“Woe to the Assyrian, he is the rod and the staff of my anger,
and my indignation is in their hands. I will send him to a deceitful nation . . . ”
—Isaiah 10:5-6, Douay-Rheims
Confronted by the rise of insurgent Islam and the political reality of jihad, many Christians, eager to formulate a response, have turned to the Crusades. Can the rationale for the Crusades be transferred to, or imposed on, the “War on Terror”?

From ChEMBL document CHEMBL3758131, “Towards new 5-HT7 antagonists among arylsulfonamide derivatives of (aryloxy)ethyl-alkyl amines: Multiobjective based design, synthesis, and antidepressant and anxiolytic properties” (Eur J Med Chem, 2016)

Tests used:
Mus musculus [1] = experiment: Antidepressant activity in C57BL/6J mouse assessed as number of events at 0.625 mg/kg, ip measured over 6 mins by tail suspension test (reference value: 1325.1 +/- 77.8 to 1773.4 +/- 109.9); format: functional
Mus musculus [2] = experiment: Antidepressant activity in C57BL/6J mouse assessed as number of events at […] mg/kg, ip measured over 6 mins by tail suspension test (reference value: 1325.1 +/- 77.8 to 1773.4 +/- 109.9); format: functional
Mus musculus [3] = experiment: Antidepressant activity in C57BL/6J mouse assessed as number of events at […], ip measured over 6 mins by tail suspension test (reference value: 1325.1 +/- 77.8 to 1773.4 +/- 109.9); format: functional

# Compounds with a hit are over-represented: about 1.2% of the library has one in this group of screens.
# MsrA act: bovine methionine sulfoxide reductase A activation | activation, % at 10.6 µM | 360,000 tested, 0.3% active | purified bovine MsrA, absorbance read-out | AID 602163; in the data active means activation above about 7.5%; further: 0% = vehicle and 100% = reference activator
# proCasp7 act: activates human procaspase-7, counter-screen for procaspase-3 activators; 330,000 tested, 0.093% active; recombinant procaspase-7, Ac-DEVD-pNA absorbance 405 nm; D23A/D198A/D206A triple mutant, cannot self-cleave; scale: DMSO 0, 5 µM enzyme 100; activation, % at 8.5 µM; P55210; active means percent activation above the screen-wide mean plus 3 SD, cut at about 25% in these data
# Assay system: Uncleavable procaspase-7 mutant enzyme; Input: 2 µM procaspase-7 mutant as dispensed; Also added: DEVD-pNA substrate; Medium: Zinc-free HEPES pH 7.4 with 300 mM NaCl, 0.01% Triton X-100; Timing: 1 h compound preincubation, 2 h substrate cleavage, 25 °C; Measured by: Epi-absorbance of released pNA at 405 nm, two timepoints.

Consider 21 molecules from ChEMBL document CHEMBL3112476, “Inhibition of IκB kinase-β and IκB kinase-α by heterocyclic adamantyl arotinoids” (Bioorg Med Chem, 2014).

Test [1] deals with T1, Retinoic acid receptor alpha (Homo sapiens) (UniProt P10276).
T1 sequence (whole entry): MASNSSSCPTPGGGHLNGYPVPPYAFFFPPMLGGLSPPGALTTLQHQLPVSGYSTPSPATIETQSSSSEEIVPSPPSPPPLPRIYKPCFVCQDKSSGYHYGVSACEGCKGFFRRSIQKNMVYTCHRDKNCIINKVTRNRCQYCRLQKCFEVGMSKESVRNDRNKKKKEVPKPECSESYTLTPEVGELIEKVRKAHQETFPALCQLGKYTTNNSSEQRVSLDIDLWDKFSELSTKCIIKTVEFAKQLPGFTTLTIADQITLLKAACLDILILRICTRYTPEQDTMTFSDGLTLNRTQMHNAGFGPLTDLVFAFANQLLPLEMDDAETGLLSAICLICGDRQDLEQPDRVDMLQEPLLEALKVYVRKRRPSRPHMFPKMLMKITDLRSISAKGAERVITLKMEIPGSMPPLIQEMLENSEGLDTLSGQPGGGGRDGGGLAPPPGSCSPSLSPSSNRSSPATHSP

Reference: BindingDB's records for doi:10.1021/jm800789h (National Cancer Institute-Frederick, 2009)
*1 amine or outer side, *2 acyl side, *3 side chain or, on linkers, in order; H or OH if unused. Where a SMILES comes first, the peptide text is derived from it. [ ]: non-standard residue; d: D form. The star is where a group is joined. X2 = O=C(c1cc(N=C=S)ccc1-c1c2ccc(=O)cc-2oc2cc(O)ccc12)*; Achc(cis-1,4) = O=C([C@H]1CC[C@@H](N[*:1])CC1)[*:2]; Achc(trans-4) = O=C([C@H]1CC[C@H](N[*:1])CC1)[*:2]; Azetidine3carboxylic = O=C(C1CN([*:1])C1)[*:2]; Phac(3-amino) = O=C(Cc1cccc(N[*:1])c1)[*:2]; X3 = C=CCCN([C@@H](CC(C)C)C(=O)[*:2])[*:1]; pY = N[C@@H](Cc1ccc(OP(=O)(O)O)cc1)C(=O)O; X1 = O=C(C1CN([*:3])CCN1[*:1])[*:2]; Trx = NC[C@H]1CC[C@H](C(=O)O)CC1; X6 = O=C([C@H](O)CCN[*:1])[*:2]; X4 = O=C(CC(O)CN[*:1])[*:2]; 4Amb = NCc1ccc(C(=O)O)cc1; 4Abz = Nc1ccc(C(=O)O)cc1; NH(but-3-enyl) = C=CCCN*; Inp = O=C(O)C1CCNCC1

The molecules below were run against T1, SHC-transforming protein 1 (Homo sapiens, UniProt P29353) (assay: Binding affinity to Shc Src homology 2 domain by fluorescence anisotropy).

In order to understand the theological case for the Crusades, we must carefully attend to the notion of theological argumentation that obtained in the Middle Ages, setting aside current styles. The perspective of the historian is necessarily ruled out, even if he may discover or collate or provide the texts from which the theological rationes are to be culled by the theologian. An approach that makes use of a posteriori evidence of what is often abusively called “popular piety” or “ideology” or “propaganda”—or, if we are of a more traditional bent, of a certain positivistic romanticism about Europe and the Christian Faith—will not yield an understanding of what for its preachers was an enterprise logically deducible from the scientia Dei et beatorum, “the...